Natural paradise sinks into brutal drug war: “A failed state”

Ecuador Strike National Ecuador faces a serious crisis of social upheaval.  Several clashes between police and demonstrator

For a long time, Ecuador was considered a relatively peaceful country on the violent South American continent – known for the unique fauna of the Galapagos Islands, majestic volcanoes in the Andes, pan flutes and bananas.

But the deadly shots at presidential candidate Fernando Villavicencio in the middle of the capital, Quito, have now made it painfully clear that Ecuador has long been at the center of a brutal drug war. “Ecuador is a failed state,” indigenous presidential candidate Yaku Pérez told CNN after the assassination of his competitor. “We are in a serious economic, social and moral crisis.”

Presidential candidate riddled with bullets in Ecuador: “Democracy has been gunned down”

Villavicencio of the Construye (Build) movement was shot dead on Wednesday as he was leaving a school in north Quito after a campaign rally. Investigators recovered more than 60 shell casings at the scene. Nine people were injured in the shooting, including three police officers. A suspect later succumbed to his injuries.

During the election campaign, Villavicencio advocated tough measures against crime and corruption in the South American country. As an MP and journalist, he had launched a number of investigations into politicians and officials from past governments. The 59-year-old apparently made powerful enemies with this. “Democracy has been shot down and the fight against corruption has been mutilated,” said Villavicencio’s campaign manager Antonio López after the assassination of his boss.

“Ecuador is grappling with an unprecedented rise in insecurity and violence”

In recent years, Ecuador has been drawn deeper and deeper into the bloody war over areas of influence and transport routes in the international drug trade. The country is on the transit route for cocaine, which is manufactured in Colombia, Bolivia and Peru and then smuggled to the US or Europe. The deal is worth billions of dollars. The local gangs fight with brutal violence for their piece of the pie.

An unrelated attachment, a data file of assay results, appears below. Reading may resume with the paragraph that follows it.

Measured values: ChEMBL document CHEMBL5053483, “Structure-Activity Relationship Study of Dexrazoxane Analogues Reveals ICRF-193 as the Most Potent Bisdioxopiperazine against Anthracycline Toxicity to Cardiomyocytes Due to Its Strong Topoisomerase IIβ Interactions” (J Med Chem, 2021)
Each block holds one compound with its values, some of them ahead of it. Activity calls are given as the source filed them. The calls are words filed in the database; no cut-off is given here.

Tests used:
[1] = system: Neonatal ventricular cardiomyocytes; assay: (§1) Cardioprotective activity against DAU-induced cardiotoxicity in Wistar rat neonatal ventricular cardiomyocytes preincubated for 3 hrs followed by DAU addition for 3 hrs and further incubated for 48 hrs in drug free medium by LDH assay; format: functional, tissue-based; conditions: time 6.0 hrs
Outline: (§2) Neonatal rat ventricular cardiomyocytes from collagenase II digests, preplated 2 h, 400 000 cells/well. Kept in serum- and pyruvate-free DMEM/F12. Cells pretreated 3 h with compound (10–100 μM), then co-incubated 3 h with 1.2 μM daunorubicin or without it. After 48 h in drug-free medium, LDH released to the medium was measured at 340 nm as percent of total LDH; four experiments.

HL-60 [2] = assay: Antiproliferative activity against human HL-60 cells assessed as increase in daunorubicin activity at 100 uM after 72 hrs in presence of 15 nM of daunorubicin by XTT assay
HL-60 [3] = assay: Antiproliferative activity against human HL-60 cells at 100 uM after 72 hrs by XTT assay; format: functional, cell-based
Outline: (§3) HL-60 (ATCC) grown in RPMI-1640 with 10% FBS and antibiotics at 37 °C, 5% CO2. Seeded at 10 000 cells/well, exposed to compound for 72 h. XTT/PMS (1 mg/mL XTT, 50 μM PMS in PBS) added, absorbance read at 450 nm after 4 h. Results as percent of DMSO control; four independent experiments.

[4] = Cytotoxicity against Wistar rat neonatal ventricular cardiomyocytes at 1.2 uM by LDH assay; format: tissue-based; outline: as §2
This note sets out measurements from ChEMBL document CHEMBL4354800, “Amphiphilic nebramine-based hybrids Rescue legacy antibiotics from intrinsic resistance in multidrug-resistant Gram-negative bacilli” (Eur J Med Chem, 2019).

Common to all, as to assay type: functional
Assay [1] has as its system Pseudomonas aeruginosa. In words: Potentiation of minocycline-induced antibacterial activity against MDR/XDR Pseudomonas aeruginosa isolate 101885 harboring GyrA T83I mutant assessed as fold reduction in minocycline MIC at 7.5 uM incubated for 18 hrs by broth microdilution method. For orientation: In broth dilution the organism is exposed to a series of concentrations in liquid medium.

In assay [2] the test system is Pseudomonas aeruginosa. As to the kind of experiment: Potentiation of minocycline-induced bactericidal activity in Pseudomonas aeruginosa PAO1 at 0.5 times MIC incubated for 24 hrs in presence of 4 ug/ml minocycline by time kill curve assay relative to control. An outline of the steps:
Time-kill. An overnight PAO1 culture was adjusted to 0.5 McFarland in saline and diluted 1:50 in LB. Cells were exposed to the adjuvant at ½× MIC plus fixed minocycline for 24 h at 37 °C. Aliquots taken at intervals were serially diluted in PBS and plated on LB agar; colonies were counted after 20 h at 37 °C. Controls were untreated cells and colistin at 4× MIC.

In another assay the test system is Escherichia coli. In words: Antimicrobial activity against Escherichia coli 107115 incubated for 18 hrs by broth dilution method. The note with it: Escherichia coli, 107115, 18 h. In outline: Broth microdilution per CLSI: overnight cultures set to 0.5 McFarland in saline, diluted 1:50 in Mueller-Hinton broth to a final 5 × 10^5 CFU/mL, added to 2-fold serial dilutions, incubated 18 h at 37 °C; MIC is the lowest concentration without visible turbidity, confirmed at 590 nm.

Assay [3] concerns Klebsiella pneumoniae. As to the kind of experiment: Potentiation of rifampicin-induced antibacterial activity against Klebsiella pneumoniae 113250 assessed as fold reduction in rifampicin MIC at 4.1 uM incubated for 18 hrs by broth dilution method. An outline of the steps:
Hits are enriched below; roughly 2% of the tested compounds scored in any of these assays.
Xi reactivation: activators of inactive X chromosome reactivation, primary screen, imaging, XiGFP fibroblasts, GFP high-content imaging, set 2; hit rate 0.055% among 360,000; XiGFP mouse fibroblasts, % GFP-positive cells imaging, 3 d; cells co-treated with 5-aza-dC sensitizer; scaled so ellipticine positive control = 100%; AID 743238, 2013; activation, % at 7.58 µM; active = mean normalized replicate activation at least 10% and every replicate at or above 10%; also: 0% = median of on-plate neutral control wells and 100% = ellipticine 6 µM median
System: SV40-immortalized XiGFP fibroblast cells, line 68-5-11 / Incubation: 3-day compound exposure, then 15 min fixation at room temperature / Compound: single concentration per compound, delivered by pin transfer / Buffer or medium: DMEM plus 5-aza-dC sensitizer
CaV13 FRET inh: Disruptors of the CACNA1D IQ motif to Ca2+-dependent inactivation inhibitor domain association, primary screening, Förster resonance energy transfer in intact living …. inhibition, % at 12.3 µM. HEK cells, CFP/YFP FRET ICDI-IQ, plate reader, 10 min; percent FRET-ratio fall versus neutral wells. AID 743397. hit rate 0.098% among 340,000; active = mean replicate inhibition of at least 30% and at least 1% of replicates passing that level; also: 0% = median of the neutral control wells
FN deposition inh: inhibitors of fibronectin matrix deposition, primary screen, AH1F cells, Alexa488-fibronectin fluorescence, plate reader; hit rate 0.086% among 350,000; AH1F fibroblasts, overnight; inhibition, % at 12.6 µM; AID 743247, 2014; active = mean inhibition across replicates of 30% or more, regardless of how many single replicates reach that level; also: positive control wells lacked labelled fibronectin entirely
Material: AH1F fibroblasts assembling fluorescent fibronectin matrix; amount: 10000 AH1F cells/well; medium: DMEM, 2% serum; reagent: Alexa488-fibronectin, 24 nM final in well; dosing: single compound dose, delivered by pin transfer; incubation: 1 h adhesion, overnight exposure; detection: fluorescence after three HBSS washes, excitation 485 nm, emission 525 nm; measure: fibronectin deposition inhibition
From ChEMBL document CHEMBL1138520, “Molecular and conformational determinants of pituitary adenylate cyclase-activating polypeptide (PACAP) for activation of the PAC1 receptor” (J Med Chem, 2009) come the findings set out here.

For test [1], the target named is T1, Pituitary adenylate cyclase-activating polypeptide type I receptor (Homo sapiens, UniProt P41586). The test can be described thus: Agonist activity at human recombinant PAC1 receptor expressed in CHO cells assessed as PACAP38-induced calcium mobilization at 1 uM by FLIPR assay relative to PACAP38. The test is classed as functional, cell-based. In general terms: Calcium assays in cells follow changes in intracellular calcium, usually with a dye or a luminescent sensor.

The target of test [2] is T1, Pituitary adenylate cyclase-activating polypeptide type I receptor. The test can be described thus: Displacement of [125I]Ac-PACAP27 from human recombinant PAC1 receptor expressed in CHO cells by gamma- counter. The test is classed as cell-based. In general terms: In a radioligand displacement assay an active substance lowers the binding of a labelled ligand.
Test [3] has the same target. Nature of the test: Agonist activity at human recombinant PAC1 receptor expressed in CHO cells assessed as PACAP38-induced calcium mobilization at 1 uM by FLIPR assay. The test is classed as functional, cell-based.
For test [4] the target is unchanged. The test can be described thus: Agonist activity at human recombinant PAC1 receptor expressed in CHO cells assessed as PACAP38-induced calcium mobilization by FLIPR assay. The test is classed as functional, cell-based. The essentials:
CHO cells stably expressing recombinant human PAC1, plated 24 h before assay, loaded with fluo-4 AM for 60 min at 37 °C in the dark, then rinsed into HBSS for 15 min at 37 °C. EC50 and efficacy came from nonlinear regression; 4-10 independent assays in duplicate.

“Ecuador is grappling with an unprecedented rise in insecurity and violence. Since 2018, the country’s once good reputation as one of the safest ports in the region has faltered, and 2022 was the most violent year in the country’s history,” Camila Ulloa of the Grupo Faro research institute told Americas Quarterly. “In addition to a fivefold increase in the number of violent deaths in the past five years, the year 2023 has seen an unprecedented level of political violence.” The mayor of the port city of Manta, Agustín Intriago, was killed around two weeks ago. In Esmeraldas, candidate for a seat in the National Assembly, Rider Sánchez, was shot dead.

The two crime syndicates vying for power in Ecuador

The attack on presidential candidate Villavicencio brings back memories of dark times in Latin America: in 1989, the liberal favorite Luis Carlos Galán was shot dead by killers from the Medellín cartel at an election campaign event in Colombia. In Mexico in 1994, presidential candidate Luis Donaldo Colosio was killed while campaigning.

In Ecuador, two crime syndicates are currently struggling for power and influence: The “Choneros”, who work with the Mexican Sinaloa cartel, and “Los Lobos”, which, according to the specialist portal Insight Crime, have ties to the Mexican cartel Jalisco Nueva Generación. Albanian drug dealers are now said to be involved in Ecuador.

Villavicencio shot dead: “Ecuador’s politicians must now be inspired by his courage”

In recent years there have been repeated bloody clashes between hostile gangs in the completely overcrowded prisons. Many prisons are controlled by criminal organizations, the imprisoned gang bosses continue their business from the cells. “Fito”, the head of the “Choneros”, is said to have threatened Villavicencio shortly before he was murdered.

“Villavicencio was targeted for his promises to investigate government corruption and collusion with organized crime,” said Will Freeman of the Council on Foreign Relations. “Ecuador’s politicians must now be inspired by his courage in tackling these issues. If they fail to do so, impunity and its many consequences will only be harder to eradicate.”



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